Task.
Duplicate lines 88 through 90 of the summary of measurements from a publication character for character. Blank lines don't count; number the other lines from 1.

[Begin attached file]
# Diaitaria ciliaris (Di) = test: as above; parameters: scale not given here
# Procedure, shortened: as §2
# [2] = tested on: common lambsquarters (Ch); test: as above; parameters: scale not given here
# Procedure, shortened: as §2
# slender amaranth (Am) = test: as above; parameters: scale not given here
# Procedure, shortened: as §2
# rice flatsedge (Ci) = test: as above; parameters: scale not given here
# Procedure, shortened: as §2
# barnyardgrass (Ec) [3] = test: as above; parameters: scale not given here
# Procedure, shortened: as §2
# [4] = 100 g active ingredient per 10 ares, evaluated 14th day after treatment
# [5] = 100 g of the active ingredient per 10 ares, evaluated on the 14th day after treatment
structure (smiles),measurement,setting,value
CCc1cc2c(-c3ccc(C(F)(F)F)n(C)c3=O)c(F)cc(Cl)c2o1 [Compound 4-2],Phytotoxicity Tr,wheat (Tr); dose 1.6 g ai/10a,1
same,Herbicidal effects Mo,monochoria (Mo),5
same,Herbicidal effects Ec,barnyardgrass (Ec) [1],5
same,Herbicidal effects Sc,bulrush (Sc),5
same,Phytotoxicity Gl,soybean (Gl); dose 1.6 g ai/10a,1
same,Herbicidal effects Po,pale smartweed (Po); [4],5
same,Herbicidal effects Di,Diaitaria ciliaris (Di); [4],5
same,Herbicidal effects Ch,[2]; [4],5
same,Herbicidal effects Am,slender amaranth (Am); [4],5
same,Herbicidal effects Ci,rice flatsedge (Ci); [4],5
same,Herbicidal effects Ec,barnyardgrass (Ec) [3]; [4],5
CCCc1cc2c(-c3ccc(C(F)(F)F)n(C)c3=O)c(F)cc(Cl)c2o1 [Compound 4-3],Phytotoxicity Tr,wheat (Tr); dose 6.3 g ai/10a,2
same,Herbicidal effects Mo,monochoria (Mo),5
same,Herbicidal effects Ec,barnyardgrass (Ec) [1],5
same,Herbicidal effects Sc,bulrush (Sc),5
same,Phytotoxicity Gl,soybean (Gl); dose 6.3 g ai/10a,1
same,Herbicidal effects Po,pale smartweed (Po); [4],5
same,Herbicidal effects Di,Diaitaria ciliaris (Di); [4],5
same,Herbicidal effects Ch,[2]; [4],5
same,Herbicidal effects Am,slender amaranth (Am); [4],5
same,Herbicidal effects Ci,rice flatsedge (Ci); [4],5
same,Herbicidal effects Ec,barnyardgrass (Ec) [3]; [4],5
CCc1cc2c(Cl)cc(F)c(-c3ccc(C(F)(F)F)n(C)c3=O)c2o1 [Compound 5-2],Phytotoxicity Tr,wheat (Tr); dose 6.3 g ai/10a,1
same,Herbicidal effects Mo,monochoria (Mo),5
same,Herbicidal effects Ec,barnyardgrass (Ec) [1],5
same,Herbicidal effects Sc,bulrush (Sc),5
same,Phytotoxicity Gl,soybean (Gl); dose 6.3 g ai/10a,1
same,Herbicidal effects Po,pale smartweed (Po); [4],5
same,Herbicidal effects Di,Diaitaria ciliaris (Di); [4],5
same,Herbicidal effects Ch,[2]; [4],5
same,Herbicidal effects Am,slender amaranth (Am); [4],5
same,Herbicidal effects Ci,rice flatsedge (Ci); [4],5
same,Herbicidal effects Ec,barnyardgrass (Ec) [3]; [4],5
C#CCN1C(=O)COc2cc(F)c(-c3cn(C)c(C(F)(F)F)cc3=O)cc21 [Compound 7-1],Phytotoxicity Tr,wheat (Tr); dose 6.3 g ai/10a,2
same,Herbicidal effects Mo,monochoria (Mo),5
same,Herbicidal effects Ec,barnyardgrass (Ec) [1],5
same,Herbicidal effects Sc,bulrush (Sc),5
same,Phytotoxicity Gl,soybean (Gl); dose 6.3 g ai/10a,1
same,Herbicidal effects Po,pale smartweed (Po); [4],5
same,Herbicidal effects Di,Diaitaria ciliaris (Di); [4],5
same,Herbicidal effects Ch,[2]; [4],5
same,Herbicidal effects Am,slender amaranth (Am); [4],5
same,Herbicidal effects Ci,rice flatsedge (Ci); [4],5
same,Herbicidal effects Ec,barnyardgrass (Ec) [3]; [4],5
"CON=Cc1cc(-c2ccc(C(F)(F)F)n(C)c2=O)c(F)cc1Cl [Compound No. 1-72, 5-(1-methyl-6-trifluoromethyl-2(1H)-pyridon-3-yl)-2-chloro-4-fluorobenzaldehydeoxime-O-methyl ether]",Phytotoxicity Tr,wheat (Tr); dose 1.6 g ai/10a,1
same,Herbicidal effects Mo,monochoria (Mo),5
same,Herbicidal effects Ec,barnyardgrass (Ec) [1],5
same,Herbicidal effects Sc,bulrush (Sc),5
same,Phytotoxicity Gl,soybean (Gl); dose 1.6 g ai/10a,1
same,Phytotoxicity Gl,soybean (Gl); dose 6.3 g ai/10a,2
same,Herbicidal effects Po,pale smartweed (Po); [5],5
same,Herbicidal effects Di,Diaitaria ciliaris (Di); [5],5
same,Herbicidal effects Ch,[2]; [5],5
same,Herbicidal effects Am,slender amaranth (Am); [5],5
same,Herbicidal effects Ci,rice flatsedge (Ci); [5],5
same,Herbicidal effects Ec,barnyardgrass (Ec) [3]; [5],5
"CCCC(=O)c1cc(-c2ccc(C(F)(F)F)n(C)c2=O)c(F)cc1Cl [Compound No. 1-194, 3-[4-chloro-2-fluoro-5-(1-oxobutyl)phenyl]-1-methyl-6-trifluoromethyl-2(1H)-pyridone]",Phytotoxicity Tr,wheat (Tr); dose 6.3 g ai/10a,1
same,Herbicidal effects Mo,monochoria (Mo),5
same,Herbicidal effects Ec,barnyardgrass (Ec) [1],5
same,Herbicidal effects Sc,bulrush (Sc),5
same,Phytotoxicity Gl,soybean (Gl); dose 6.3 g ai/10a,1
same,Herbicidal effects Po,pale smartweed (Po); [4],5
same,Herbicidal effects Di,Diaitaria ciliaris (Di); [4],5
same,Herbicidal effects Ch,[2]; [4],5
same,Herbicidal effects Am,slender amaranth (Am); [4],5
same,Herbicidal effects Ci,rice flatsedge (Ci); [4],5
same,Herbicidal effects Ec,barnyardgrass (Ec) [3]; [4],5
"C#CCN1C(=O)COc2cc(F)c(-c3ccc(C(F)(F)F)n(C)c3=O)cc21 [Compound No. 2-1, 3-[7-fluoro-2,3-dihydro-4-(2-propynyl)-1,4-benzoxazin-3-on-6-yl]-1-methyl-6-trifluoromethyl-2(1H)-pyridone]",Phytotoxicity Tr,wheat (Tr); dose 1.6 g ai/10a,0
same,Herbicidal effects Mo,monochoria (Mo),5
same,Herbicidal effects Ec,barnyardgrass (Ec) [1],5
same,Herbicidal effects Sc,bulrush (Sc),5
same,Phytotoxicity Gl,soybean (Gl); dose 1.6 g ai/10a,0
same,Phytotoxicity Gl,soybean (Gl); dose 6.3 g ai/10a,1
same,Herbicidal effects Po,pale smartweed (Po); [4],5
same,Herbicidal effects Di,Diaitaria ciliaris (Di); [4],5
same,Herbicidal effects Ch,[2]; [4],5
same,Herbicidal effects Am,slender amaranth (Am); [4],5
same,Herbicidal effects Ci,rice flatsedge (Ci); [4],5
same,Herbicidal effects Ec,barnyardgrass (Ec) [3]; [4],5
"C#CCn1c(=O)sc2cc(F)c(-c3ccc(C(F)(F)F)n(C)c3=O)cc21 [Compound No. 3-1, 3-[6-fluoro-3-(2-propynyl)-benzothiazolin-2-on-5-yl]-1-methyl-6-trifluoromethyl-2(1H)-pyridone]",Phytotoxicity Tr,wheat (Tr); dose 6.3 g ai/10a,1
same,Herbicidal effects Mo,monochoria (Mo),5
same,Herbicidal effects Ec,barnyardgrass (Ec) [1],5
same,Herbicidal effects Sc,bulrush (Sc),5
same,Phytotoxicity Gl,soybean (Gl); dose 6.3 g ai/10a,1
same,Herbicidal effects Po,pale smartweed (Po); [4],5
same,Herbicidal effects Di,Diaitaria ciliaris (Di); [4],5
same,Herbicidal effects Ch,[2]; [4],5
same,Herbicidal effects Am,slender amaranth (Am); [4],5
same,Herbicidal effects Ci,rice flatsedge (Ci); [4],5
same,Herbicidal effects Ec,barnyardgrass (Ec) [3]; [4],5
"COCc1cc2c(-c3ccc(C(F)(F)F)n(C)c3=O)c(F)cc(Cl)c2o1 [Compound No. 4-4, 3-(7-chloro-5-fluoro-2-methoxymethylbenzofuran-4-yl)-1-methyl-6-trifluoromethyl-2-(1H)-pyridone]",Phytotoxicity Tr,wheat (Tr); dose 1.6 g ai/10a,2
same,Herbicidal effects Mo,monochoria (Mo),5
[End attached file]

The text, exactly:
same,Herbicidal effects Di,Diaitaria ciliaris (Di); [4],5
same,Herbicidal effects Ch,[2]; [4],5
same,Herbicidal effects Am,slender amaranth (Am); [4],5